Novel Concepts in the Management of Multiple Myeloma - Episode 12

Future Directions in Multiple Myeloma

Transcript:Keith Stewart, MB, ChB: Let’s wrap up this discussion. I’d just like to thank you all for a stimulating discussion. I’d also like to get your closing thoughts. Gareth, what are your messages for the community out there?

Gareth Morgan, MD, PhD: I think it’s really an exciting time. The strategies have changed—maximizing response, minimizing toxicity, segmenting patients into different subgroups. It really is something that’s going to come into general activity over the next couple of years. Really, it’s an exciting time.

Keith Stewart, MB, ChB: It is still a very fluid situation. Sagar?

Sagar Lonial, MD: The recommendation I would have is, have a plan. Know what your goals are early on. Know who your go-to center is, so that you can get guidance from them. And know what the trials are that you have in your area, because patients are coming and are looking up trials ahead of time. They want access to these drugs.

Keith Stewart, MB, ChB: Tom, is this a curable disease?

Thomas G. Martin, MD: I think we can cure probably 10% of the patients now. And perhaps with the new drugs—with monoclonal antibodies together with IMiDs and proteasome inhibitors—maybe we’ll increase that cure fraction to 20%. But we need to do better than that. Maybe it is genomics that will help us do better than that? Maybe it is monitoring MRD Maybe it is with some of these new drugs?

I’m really excited about immunotherapies. I’m like Ivan. I think immunotherapies are the future in myeloma—especially the checkpoint inhibitors, the bispecific T-cell engagers. If we can figure out the best way to use CAR T cells, and if it can clear up MRD and cure patients, it would really be dramatic.

Keith Stewart, MB, ChB: Immunotherapy. Ivan, the future?

Ivan M. Borrello, MD: The time has come. All joking aside, this is enthusiasm based on clinical data—it’s not theoretical enthusiasm. But I would also caution to not be overoptimistic in delivering something. What we need to understand is how to position immunotherapy at the various stages—from induction, transplant, relapse, maintenance, etc—in the context of the plethora of the other drugs that are coming out. This is an incredibly exciting time in myeloma, illustrated by, I think, many of the complexities that we’ve highlighted here today.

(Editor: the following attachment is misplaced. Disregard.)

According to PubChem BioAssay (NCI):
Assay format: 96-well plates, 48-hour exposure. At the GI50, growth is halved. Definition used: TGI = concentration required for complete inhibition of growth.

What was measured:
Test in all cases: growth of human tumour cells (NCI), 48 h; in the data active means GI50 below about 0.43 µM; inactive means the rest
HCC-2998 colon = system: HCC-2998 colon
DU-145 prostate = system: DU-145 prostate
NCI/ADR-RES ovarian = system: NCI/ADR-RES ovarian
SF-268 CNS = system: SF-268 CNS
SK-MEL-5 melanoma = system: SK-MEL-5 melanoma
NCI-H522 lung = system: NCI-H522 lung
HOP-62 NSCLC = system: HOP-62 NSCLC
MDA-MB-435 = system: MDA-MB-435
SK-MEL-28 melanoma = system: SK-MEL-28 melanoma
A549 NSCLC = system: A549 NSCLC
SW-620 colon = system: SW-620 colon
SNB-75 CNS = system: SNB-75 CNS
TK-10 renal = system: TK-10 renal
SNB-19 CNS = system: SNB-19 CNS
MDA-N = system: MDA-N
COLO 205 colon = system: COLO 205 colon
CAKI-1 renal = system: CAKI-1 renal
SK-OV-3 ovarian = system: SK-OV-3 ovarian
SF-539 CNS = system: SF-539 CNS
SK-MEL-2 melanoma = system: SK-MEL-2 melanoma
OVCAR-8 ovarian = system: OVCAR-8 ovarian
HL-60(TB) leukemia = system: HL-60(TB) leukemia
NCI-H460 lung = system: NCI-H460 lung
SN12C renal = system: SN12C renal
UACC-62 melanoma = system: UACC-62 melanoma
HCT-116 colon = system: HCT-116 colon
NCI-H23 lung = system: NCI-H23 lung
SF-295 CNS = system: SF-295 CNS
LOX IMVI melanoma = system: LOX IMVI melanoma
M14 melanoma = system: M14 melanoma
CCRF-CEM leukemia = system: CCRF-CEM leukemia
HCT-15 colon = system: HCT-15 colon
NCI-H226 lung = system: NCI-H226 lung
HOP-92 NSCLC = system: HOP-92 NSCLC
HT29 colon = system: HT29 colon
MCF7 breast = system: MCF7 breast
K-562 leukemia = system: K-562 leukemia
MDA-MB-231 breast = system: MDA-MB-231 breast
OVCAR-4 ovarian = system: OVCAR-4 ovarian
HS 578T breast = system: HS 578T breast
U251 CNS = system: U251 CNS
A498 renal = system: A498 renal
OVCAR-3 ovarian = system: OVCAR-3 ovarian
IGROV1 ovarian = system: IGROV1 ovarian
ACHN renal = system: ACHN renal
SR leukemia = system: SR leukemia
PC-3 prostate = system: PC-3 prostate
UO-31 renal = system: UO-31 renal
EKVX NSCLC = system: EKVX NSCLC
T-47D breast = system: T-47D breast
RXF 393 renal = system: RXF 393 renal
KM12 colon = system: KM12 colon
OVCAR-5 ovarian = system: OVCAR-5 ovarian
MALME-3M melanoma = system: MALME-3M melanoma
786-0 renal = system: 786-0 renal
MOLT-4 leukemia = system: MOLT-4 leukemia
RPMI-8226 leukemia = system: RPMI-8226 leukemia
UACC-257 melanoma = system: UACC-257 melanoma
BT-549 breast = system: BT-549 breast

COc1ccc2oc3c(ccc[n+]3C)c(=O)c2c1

Keith Stewart, MB, ChB: Saad, we’ve talked about a lot of very expensive agents and how we’re piling on with new immunotherapies. How are we going to address the economics of this? Do you think there’s a solution?

Saad Z. Usmani, MD: I think we probably need to have another 90-minute session to have that discussion, but I think some of the health economic issues will be mitigated by some of the drugs becoming generic in a few years. But you’re right. I think that’s the big elephant in the room: how can we address the cost?

Keith Stewart, MB, ChB: Do you think we can develop regimens which are explosively active enough that we may not need to treat forever?

Saad Z. Usmani, MD: I think that that would be the key. We have been talking about continuous therapy—keeping the disease under check. But if we have a phenomenal R-CHOP (rituximab, cyclophosphamide, doxorubicin, vincristine, and prednisone) for myeloma that we can use for a finite amount of time and get patients to very good depths of response, and we get 5 or 6 years of progression-free survival out of that, that will be worth it.

Keith Stewart, MB, ChB: Well, thank you everybody. This was a great discussion. On behalf of our panel, we’d like to thank you, the audience, for joining us. Thank you, everybody.

Transcript Edited for Clarity